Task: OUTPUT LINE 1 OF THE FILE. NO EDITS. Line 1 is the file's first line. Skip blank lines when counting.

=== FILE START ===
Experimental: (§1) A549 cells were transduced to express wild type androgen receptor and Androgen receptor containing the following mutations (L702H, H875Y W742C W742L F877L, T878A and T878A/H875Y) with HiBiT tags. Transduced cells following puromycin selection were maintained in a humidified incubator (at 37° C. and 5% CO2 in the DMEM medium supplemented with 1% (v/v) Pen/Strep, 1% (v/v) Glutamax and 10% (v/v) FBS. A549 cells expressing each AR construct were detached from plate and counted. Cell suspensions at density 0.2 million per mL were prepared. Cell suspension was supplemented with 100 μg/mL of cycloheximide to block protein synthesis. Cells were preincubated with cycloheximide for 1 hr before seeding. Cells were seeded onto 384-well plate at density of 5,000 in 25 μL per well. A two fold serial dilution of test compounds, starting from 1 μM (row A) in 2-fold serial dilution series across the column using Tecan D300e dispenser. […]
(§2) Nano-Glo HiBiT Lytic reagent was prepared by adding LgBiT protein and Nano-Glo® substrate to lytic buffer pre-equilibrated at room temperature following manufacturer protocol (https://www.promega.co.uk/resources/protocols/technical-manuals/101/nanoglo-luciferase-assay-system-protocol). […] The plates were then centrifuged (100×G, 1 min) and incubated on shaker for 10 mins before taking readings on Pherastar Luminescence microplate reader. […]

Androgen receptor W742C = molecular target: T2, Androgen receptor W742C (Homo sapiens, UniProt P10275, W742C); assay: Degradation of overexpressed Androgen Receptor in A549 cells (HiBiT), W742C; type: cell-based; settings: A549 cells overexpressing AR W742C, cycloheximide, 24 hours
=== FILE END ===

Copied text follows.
Experimental: (§1) A549 cells were transduced to express wild type androgen receptor and Androgen receptor containing the following mutations (L702H, H875Y W742C W742L F877L, T878A and T878A/H875Y) with HiBiT tags. Transduced cells following puromycin selection were maintained in a humidified incubator (at 37° C. and 5% CO2 in the DMEM medium supplemented with 1% (v/v) Pen/Strep, 1% (v/v) Glutamax and 10% (v/v) FBS. A549 cells expressing each AR construct were detached from plate and counted. Cell suspensions at density 0.2 million per mL were prepared. Cell suspension was supplemented with 100 μg/mL of cycloheximide to block protein synthesis. Cells were preincubated with cycloheximide for 1 hr before seeding. Cells were seeded onto 384-well plate at density of 5,000 in 25 μL per well. A two fold serial dilution of test compounds, starting from 1 μM (row A) in 2-fold serial dilution series across the column using Tecan D300e dispenser. […]